In comments to the New York Police Department, EPIC called for meaningful limits on the use of mass surveillance technologies including facial recognition, airplanes and drones, automated license plate readers, and social media monitoring tools. EPIC also joined with privacy and civil liberties advocates and academics in coalition comments urging the NYPD to make a good faith effort to meet the requirements of the Public Oversight of Surveillance Technologies (POST) Act. The POST Act requires the NYPD to publish impact statements and use policies for 36 surveillance technologies. The Department's draft policies fail to disclose necessary information including detailed data storage, retention, and auditing practices, do not name the vendors of these technologies, and gloss over systemic racial discrimination in the use of these technologies with boilerplate language. The disclosures illuminate the use of technologies by the NYPD that enable mass surveillance and have extensive documented risks of bias and inaccuracy. EPIC leads a campaign to Ban Face Surveillance, and through the Public Voice coalition gathered support from over 100 organizations and experts from more than 30 countries.


Facial recognition systems are computer-based security systems that are able to automatically detect and identify human faces. These systems depend on a recognition algorithm, such as eigenface or the hidden Markov model. The first step for a facial recognition system is to recognize a human face and extract it fro the rest of the scene. Next, the system measures nodal points on the face, such as the distance between the eyes, the shape of the cheekbones and other distinguishable features. These nodal points are then compared to the nodal points computed from a database of pictures in order to find a match. Obviously, such a system is limited based on the angle of the face captured and the lighting conditions present. New technologies are currently in development to create three-dimensional models of a person's face based on a digital photograph in order to create more nodal points for comparison. However, such technology is inherently susceptible to error given that the computer is extrapolating a three-dimensional model from a two-dimensional photograph.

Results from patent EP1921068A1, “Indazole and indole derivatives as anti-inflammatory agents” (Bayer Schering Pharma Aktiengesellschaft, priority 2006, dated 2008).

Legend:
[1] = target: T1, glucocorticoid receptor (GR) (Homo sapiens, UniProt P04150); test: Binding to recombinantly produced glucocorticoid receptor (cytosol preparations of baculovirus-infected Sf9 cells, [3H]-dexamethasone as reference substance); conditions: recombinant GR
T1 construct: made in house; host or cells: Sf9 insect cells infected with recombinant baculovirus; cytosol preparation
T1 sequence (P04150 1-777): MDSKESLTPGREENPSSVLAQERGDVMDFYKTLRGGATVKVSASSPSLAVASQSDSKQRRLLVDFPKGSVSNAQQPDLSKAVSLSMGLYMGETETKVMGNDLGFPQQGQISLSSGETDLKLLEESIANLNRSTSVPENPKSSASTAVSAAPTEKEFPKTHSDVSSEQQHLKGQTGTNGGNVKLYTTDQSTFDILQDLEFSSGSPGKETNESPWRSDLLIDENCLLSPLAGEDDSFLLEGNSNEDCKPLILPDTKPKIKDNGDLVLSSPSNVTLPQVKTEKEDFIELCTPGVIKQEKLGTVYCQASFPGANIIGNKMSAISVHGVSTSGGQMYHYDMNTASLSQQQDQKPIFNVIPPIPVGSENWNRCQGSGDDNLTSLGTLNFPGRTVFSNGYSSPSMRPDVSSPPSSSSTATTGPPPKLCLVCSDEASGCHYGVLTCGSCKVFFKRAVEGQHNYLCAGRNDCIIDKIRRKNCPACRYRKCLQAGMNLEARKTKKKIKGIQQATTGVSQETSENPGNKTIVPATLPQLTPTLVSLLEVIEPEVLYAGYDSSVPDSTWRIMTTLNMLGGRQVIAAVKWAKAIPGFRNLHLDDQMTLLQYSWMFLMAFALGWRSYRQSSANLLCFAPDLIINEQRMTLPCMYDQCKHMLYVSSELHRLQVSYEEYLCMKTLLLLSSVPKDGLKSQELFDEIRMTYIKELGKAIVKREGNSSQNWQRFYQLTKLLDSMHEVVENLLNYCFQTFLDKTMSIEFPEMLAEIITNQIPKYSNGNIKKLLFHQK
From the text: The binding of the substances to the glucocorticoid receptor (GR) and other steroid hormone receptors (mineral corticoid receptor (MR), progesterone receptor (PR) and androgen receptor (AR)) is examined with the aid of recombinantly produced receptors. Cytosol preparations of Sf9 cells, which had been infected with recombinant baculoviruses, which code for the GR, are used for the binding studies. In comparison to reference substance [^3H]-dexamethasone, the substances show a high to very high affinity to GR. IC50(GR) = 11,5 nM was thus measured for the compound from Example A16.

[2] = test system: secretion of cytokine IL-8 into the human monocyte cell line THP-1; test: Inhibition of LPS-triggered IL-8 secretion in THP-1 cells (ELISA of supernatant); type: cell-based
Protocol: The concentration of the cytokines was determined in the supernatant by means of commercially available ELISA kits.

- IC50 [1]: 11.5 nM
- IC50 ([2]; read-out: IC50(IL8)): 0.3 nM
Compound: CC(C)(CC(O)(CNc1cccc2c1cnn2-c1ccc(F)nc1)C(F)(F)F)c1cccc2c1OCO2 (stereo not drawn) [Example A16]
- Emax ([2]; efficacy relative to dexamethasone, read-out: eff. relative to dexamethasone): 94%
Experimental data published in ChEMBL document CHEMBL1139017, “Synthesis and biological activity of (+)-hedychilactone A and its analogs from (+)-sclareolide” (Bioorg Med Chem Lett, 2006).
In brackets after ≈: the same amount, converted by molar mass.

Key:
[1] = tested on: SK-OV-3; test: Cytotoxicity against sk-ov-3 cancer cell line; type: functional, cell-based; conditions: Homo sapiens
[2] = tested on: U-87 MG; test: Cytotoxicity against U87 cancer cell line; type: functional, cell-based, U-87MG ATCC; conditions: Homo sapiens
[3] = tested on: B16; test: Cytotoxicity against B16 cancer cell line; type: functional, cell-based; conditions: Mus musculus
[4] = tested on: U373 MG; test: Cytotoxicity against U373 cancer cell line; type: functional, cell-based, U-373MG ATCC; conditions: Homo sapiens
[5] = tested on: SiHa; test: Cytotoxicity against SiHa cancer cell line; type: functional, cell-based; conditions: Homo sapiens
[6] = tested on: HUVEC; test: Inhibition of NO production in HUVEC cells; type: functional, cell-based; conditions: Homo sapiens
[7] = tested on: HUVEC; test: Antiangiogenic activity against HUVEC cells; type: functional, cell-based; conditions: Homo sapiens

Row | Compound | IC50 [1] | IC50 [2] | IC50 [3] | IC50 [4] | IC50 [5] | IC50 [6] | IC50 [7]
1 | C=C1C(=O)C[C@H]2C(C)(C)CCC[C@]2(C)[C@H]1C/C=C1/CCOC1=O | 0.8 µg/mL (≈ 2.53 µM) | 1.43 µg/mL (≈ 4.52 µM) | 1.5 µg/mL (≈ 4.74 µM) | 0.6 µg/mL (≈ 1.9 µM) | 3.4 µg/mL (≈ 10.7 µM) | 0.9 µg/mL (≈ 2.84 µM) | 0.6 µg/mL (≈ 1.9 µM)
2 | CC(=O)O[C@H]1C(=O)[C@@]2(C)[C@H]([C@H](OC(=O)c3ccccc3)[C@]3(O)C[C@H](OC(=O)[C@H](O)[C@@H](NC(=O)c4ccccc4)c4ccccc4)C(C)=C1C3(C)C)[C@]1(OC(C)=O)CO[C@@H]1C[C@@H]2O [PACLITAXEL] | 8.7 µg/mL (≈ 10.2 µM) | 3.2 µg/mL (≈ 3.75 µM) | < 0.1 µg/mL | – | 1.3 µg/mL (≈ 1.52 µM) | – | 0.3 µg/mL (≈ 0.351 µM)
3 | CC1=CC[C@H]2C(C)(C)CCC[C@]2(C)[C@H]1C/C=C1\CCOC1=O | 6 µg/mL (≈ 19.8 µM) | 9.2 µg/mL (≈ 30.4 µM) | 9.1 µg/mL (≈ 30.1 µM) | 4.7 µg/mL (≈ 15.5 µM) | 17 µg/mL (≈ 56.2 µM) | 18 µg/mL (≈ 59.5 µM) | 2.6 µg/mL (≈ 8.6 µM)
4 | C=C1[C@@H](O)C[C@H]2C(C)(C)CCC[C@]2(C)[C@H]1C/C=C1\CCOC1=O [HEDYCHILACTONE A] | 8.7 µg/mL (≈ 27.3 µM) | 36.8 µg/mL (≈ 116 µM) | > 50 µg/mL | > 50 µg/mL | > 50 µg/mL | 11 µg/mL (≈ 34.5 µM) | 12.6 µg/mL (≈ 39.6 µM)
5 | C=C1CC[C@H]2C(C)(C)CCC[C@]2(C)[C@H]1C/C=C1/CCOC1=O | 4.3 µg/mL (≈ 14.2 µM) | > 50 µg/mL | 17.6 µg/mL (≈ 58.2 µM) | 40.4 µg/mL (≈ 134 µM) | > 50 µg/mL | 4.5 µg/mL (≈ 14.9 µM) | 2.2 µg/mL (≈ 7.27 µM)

Throughout the nation and the world, the debate on the privacy implications of face recognition and other surveillance technologies is heating up. In January 2001, the city of Tampa, Florida used the technology to scan the faces of people in crowds at the Super Bowl, comparing them with images in a database of digital mug shots. Privacy International subsequently gave the 2001 Big Brother Award for "Worst Public Official" to the City of Tampa for spying on Super Bowl attendees. Tampa then installed cameras equipped with face recognition technology in their Ybor City nightlife district, where they have encountered opposition from people wearing masks and making obscene gestures at the cameras. In late August 2001, a member of the Jacksonville, Florida City Council proposed legislation to keep the technology out of Jacksonville.